Finnish entries scored four out of five awards at the annual Nordic Council Prizes award ceremony, held this time in Helsinki.
Director Selma Vilhunen’s movie Little Wing (originally Tyttö nimeltä Varpu) has won the Nordic Council film prize, which was handed out at Finlandia Hall on Wednesday evening. Like all the prizes, it is worth about 47,000 euros. The sum is divided among the director, screenwriter and producer. In this case, Vilhunen was the writer with Kaarle Aho and Kai Nordberg as producers.
The feature film centres around a troubled adolescent (Linnea Skog) and her relationship with her mother, played by Finnish pop star Paula Vesala.
The award jury said deserved the prize because “Vilhunen manages to capture big and fundamental emotions using very small gestures, and proves that she has a sensibility as a director and screenwriter beyond the ordinary,” adding that “she cleverly plays with how girls and young women are often treated on film” while steering clear of clichés.
Vilhunen told Yle that she was “particularly touched that the story of a 12-year-old girl would get this kind of recognition. This is also a nod to future female filmmakers,” she said.
The prize was first handed out in 2002, when it went to Aki Kaurismäki’s Man With a Past – which went on to earn an Oscar nomination and the Grand Prix at the Cannes Film Festival.
Little Wing is Vilhunen’s first feature film. She has also directed several documentaries including Hobbyhorse Revolution, which last week won the Cinekid Lion for Best Children’s Film Audience Award in Amsterdam, as well as the Oscar-nominated comedy short Do I Have to Take Care of Everything?
Mälkki scores Music Prize
The 2017 music prize went to conductor Susanna Mälkki.
Last month, her appointment as Chief Conductor of the Helsinki Philharmonic Orchestra was extended until at least 2021, just as she began her first season as Principal Guest Conductor of the Los Angeles Philharmonic.
“Mälkki is a versatile and dedicated maestro of both the classical and contemporary repertoire. Having forged her own path through the world of classical music, she now ranks among the top international conductors,” the Adjudication Committee said.
Mälkki was not able to attend the ceremony, so her brother, Mikko Mälkki, accepted the prize and statuette on her behalf from former winner Pekka Kuusisto during a ceremony at Helsinki’s Finlandia Hall.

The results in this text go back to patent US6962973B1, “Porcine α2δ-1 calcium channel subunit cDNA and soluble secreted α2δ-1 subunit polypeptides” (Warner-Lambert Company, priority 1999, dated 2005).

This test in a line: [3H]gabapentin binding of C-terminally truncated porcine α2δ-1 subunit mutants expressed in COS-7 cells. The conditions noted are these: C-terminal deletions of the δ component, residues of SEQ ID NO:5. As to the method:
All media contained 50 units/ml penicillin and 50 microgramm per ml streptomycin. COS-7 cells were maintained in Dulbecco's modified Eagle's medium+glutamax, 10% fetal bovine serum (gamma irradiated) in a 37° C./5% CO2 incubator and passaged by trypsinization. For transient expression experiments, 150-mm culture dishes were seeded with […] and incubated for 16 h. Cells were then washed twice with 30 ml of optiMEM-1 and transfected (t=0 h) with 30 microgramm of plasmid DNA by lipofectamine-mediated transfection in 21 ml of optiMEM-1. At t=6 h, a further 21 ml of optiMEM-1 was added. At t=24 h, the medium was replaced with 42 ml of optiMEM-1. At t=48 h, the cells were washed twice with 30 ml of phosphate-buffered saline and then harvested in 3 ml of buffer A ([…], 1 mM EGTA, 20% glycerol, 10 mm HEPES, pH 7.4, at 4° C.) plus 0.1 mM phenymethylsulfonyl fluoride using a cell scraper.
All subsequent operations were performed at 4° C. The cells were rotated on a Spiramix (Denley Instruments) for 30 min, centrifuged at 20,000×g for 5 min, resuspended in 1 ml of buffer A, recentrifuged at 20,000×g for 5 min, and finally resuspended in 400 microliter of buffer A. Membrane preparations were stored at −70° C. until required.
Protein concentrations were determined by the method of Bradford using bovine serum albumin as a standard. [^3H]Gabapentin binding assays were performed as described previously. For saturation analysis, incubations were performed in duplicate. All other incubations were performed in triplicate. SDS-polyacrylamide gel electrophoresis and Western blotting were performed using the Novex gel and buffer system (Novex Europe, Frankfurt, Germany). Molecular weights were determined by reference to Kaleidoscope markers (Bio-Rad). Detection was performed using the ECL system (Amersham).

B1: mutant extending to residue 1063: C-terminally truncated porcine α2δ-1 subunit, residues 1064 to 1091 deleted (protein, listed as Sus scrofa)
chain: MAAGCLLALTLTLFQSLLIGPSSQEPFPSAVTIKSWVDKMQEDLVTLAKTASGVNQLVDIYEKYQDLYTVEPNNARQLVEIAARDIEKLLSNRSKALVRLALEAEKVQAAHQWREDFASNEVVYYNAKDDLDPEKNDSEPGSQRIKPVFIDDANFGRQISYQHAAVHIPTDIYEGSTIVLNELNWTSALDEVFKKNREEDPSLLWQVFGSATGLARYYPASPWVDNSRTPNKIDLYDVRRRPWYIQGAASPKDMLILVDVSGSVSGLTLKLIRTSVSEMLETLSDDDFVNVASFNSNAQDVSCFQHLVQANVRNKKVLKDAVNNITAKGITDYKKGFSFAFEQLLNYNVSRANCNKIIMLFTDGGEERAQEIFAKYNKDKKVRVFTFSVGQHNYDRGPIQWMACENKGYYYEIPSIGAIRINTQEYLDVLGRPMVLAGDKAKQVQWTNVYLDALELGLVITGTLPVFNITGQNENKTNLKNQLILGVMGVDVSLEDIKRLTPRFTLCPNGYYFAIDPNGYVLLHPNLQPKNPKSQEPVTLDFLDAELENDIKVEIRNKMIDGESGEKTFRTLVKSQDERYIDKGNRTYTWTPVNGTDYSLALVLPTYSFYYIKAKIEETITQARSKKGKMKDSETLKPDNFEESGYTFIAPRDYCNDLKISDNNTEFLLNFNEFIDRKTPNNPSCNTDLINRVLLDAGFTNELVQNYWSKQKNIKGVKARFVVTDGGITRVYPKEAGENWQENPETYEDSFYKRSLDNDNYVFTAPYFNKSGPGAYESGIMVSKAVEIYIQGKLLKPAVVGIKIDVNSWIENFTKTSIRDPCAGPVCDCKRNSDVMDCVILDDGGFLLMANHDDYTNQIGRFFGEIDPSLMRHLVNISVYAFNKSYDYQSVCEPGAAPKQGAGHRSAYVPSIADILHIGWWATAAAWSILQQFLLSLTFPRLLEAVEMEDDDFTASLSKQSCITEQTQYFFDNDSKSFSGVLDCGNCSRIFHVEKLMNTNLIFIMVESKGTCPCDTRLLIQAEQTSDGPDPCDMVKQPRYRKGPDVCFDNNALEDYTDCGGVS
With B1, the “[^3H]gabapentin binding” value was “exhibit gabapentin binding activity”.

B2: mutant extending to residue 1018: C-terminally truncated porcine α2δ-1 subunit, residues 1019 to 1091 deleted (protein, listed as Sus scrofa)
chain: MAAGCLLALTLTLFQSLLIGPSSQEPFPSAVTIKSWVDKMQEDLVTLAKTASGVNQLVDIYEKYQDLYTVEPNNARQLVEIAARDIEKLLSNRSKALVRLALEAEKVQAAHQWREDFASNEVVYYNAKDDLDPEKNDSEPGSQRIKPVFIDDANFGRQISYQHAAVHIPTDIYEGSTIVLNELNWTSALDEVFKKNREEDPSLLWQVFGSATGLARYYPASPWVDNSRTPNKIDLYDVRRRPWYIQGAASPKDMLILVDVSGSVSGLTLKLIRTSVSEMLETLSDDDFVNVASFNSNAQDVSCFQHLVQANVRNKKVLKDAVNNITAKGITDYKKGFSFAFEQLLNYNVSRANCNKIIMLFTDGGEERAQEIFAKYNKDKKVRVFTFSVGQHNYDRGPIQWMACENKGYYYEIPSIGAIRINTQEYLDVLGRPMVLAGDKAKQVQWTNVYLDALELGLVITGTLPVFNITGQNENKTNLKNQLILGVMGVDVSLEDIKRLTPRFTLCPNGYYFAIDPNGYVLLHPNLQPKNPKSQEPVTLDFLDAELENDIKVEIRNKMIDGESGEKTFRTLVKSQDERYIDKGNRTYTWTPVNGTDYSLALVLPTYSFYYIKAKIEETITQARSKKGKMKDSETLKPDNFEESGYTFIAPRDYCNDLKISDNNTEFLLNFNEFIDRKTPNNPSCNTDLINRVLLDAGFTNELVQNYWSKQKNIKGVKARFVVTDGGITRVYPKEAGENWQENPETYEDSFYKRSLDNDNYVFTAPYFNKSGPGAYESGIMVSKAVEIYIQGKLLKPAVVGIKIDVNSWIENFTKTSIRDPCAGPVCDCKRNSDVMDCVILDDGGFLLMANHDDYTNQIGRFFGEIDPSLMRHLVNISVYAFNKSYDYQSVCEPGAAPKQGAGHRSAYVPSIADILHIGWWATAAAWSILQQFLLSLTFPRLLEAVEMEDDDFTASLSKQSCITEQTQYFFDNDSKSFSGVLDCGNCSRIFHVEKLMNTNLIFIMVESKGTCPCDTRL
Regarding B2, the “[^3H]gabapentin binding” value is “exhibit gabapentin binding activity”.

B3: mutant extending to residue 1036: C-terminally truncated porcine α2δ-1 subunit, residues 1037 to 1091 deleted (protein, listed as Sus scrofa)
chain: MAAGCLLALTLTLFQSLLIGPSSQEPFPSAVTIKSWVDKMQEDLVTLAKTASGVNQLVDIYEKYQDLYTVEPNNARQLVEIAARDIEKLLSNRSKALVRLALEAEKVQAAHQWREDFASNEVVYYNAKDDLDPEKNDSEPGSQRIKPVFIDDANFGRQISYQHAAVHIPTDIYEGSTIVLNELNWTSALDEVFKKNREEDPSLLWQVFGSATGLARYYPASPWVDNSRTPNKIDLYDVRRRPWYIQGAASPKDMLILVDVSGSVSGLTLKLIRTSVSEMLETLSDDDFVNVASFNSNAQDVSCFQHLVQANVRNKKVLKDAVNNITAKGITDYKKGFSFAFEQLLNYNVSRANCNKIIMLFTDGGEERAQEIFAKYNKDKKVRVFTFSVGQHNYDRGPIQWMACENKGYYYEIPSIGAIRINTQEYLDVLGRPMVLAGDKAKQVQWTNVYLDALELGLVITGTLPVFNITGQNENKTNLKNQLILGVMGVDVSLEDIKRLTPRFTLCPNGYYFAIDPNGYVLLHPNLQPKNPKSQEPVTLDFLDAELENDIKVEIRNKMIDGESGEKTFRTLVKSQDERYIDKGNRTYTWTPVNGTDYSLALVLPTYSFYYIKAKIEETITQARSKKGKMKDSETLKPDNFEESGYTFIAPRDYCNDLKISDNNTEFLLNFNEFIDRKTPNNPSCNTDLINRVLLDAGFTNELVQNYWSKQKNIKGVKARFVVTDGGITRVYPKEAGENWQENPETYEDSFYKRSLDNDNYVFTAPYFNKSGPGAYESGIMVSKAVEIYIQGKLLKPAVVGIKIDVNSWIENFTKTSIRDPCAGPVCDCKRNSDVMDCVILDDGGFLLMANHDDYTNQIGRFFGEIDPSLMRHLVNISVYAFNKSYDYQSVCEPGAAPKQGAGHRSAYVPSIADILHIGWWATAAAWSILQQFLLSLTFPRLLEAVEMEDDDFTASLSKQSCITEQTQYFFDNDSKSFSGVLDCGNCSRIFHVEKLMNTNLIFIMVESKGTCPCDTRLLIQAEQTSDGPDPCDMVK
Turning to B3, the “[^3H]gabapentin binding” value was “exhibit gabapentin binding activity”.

RePack wraps up environmental prize
Finnish startup RePack scored the Nordic Council environmental prize for its returnable and reusable packaging service for e-commerce. Its carrier bag is made of recycled plastic bags and can be reused up to 20 times.
“The product turns the environment into a business opportunity, using accessible and innovative techniques to draw attention to opportunities for recycling and highlight the unnecessary use of resources and generation of waste,” the jury noted, adding that “the company also works with consumers to reduce the volume of waste”.
Literary prizes to Denmark, Sweden and Finland
Finnish illustrator Linda Bondestam shared the young readers’ literature prize with the late Swedish writer Ulf Stark for their book Djur som ingen sett utom vi (Animals Nobody Has Seen Except Us, translated into Finnish but not English so far). Stark died in June.
Danish writer Kirsten Thorup received the Nordic Council literature prize for her novel Erindring om kærligheden (Memories of Love), which has yet to be translated into English or Finnish.
Related stories from around the North:
Canada: Passing of celebrated Inuit carver Barnabus Arnasungaaq marks end of era, Eye on the Arctic
Finland: London gallery offers multimedia Sámi art, Yle News
Greenland: Canadian artist explores Greenland’s past, Eye on the Arctic
Norway: Norwegian «slow TV» follows reindeer herd to the coast of the Barents Sea, The Independent Barents Observer
Russia: Karelian art on show in Russia, Yle News
Sweden: Sami Blood: A coming-of-age tale set in Sweden’s dark past, Radio Sweden
United States: Indian Agent, the Alaska band reclaiming Indigenous voices, Radio-Canada